Lawyers acting for Kentucky Governor Steve Beshear (D) filed a brief with the Supreme Court arguing many typical (and absurd) rightwing positions, such as that gay people are powerful, and so, don’t need a remedy from the Court, that they can possibly “change”, but then there was this shocking part:
“The Petitioners fail to address the fact that Kentucky’s marriage laws are not facially discriminatory to gays and lesbians based upon their sexual orientation. Kentucky’s marriage laws treat homosexuals and heterosexuals the same and are facially neutral. Men and women, whether heterosexual or homosexual, are free to marry persons of the opposite sex under Kentucky law, and men and women, whether heterosexual or homosexual, cannot marry persons of the same sex under Kentucky law.”That’s precisely the same argument that racists made to defend laws prohibiting interracial marriage: They said that such laws didn’t discriminate against anyone on account of race because both black people and white people were forbidden to marry someone of a different race. That argument failed in 1967 when the Supreme Court struck down all bans on interracial marriage in Loving v. Virginia, and the argument will fail again.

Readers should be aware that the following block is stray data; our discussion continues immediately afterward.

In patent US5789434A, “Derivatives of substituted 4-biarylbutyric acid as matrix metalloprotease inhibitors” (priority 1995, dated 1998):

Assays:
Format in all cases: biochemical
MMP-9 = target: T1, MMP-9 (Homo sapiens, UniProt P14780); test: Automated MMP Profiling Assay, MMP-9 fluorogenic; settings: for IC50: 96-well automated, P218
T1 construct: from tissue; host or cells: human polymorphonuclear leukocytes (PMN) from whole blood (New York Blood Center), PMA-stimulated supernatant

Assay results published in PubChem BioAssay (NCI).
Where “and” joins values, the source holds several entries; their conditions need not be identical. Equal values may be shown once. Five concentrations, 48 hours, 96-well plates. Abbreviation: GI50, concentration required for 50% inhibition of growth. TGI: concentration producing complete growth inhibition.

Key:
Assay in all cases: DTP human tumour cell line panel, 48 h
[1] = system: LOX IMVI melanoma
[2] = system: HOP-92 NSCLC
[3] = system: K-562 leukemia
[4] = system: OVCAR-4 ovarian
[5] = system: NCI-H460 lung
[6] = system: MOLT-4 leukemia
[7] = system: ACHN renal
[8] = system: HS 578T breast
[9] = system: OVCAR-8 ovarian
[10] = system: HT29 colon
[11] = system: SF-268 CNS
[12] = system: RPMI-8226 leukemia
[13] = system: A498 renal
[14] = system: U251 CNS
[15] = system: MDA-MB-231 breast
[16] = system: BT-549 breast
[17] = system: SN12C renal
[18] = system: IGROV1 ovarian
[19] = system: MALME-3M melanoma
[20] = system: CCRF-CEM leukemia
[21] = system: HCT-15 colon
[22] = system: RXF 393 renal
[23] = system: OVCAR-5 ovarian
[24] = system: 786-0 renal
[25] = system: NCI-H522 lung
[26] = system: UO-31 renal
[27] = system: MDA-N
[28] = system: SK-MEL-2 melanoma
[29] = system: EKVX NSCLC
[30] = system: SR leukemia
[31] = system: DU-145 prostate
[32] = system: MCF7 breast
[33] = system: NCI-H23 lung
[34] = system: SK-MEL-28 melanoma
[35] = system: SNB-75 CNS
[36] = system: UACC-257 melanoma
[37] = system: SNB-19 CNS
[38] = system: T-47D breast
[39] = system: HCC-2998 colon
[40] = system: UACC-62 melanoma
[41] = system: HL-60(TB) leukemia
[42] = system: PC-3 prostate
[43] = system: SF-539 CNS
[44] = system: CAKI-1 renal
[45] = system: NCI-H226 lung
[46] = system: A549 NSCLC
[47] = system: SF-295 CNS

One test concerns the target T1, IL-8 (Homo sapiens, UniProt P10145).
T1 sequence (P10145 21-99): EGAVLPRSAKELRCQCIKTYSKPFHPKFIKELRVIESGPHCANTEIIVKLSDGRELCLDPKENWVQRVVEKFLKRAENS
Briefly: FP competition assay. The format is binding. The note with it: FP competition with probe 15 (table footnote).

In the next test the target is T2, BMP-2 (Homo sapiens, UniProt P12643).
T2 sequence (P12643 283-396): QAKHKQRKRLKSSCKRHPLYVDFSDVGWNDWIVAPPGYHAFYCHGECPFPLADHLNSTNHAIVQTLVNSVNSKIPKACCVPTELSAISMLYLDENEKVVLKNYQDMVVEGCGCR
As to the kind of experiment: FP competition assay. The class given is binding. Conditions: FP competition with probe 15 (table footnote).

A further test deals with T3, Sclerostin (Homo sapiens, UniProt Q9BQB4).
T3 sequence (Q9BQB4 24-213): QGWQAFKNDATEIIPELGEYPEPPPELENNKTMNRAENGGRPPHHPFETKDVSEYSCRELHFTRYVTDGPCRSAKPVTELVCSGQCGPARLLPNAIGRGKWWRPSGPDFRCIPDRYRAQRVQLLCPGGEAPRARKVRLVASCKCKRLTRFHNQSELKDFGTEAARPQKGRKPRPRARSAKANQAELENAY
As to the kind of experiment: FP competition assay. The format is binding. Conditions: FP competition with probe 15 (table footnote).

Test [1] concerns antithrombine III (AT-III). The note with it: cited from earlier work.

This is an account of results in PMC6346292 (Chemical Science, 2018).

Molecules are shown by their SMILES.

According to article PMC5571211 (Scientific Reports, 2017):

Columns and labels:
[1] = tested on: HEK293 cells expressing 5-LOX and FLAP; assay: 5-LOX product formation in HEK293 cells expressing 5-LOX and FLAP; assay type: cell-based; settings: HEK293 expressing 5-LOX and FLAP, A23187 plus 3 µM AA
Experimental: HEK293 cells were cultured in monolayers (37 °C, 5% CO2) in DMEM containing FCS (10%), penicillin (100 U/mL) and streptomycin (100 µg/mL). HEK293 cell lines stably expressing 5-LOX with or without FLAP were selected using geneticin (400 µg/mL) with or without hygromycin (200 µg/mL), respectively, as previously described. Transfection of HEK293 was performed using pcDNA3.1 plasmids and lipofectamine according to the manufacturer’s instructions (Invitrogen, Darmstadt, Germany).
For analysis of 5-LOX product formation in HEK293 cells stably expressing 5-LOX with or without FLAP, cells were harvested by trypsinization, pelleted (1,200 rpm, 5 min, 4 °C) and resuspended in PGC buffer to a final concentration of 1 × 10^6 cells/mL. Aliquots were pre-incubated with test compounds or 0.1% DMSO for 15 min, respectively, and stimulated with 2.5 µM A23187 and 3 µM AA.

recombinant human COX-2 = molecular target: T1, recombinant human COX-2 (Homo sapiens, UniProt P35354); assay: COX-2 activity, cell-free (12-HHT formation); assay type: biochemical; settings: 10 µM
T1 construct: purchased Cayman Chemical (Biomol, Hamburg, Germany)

So far, no other state has attempted to revive the old racist argument in a new context, though plenty of rightwingers have used it when trying to come up with a non-religious argument against marriage equality. It may be non-religious, but it’s not rational—or true. On the bright side, Kentucky is unwittingly helping to make the case that the Court must strike down all remaining bans on marriage equality because they exist only because of anti-gay animus.
More than 50 years ago, a Virginia judge ruled that the Lovings were criminals, having committed the "crime" of interrracial marriage. Preaching from the bench, the judge said his god "created the races white, black, yellow, malay and red, and he placed them on separate continents. And but for the interference with his arrangement there would be no cause for such marriages. The fact that he separated the races shows that he did not intend for the races to mix." The conviction was upheld on appeal, in part because whites and blacks were equally barred from interracial marriage, and that, in turn, was based on a Supreme Court ruling from 1883, Pace v. Alabama.
So, the argument used by Kentucky has it's roots in the extreme racism following the US Civil War, and kept alive right up until Loving v. Virginia. A half-century later, we cannot imagine any judge basing a ruling on such idiotic, racist ideas. 50 years from now, the anti-LGBT arguments like those made by Kentucky will be similarly unimaginable.
But the truth is, I never expected to see a state revive the discredited and rejected argument of racists as if it was ever legitimate. Kentucky has achieved a new low.